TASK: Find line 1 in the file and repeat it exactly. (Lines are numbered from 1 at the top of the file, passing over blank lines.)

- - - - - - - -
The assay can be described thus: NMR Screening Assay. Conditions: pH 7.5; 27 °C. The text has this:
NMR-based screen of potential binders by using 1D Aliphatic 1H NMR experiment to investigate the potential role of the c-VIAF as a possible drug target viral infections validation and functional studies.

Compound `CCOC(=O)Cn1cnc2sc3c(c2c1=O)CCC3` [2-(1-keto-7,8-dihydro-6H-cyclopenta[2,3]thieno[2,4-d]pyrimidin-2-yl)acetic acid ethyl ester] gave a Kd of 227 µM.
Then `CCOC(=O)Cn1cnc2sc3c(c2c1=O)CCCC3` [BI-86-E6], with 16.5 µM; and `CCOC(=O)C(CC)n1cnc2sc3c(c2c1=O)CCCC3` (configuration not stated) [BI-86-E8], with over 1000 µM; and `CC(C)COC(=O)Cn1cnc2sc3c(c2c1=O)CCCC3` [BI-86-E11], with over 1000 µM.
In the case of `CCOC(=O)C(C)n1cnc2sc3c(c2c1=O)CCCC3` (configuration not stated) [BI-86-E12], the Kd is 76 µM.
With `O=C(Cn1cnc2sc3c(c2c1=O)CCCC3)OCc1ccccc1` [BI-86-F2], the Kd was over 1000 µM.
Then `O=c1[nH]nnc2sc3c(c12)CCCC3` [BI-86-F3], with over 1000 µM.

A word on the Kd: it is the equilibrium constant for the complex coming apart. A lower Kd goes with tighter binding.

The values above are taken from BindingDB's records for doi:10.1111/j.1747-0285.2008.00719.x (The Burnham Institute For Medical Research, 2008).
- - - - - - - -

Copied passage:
The assay can be described thus: NMR Screening Assay. Conditions: pH 7.5; 27 °C. The text has this: